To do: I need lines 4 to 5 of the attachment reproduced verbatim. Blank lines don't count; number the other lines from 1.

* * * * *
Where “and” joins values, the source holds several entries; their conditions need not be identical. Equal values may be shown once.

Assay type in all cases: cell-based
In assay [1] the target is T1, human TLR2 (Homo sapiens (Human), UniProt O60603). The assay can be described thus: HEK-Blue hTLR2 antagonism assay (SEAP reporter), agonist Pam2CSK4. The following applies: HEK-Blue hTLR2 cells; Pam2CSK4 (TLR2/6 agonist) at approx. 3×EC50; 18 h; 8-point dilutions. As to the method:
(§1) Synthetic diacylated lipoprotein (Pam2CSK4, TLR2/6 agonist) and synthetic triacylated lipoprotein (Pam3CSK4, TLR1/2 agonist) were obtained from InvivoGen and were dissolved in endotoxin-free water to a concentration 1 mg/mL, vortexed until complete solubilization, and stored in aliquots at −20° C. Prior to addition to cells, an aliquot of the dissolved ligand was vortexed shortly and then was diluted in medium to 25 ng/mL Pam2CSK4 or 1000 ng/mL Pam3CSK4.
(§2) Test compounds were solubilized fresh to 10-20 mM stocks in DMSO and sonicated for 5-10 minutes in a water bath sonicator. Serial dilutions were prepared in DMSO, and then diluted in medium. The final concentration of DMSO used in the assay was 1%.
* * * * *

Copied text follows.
(§1) Synthetic diacylated lipoprotein (Pam2CSK4, TLR2/6 agonist) and synthetic triacylated lipoprotein (Pam3CSK4, TLR1/2 agonist) were obtained from InvivoGen and were dissolved in endotoxin-free water to a concentration 1 mg/mL, vortexed until complete solubilization, and stored in aliquots at −20° C. Prior to addition to cells, an aliquot of the dissolved ligand was vortexed shortly and then was diluted in medium to 25 ng/mL Pam2CSK4 or 1000 ng/mL Pam3CSK4.
(§2) Test compounds were solubilized fresh to 10-20 mM stocks in DMSO and sonicated for 5-10 minutes in a water bath sonicator. Serial dilutions were prepared in DMSO, and then diluted in medium. The final concentration of DMSO used in the assay was 1%.